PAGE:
Speakers: Dan Owens, Sheri Miller, and Lorena O’English
Coordinator: Alice Schroeder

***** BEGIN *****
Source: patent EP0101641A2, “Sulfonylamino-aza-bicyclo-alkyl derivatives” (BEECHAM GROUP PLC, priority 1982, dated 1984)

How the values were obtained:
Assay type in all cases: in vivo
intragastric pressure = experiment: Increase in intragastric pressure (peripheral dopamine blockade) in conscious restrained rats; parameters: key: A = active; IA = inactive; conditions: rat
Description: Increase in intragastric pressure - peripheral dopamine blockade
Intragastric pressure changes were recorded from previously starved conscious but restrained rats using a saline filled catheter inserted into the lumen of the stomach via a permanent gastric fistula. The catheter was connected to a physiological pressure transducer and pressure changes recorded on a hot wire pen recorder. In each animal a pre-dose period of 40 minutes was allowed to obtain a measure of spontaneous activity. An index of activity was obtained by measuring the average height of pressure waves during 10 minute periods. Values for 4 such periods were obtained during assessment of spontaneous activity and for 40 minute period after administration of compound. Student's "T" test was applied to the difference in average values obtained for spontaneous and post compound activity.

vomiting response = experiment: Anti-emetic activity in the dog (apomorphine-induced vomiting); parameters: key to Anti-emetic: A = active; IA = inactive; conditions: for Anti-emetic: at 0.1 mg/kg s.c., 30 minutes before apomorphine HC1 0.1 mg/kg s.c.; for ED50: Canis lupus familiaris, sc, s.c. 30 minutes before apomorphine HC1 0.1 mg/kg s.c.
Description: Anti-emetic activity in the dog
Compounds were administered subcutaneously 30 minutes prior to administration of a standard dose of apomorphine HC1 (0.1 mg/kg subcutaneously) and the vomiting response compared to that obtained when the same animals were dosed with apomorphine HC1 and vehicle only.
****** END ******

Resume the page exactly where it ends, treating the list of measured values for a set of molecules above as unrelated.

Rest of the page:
The April 7 zoom meeting on this topic was part of the Pullman League’s update study on our local libraries. Unfortunately, we were unable to record it. The three speakers gave us much information and were followed by an in-depth question and answer period. Lorena O’English, the Social Sciences and Government Information Librarian at WSU provided background on rural libraries in the US. The majority of US libraries are small and rural. They serve 10% of the population and these rural counties are generally more diverse and poorer than urban counties. Not only do they provide traditional written and recorded resources, they are a very important resource for internet access and connecting people in their communities. Sheri Miller, interim director of the Whitman County Rural Library District and Dan Owens, adult services librarian at Neill Public Library provided an overview of their libraries. Whitman County Libraries consist of 13 branch libraries and the Colfax library. They serve a population of about 15,000 in an area of 2,156 square miles. The libraries are supported by the ability to levy a tax on all property in the district. This makes for reliable, but lower than necessary funding. Volunteers and donations are very important to the library. The library has been very active in helping its patrons gain access to internet services, providing laptop and wifi hot spot checkouts and many internet resources. Neill Public Library is supported by city funds. Cities have a broader tax base, letting the library be better funded. Currently it accounts for about 7% of the Pullman City budget. However, this funding has been severely cut when fiscal problems surface. Donations and volunteers are also important, especially when the city must cut the budget. Neill serves about15,000 people but they are located in a small dense area of 10 sq. miles. Since many other entities in the area connect people and internet service is more available, Neill focuses more on providing traditional and internet resources. During COVID both libraries worked to make their resources accessible in new and inventive ways, providing curb side pickup, expanded internet access and resources and new ways to deliver education and fun for families and especially children trying to learn from home. They learned much about being flexible and inventive and will keep trying to be so.
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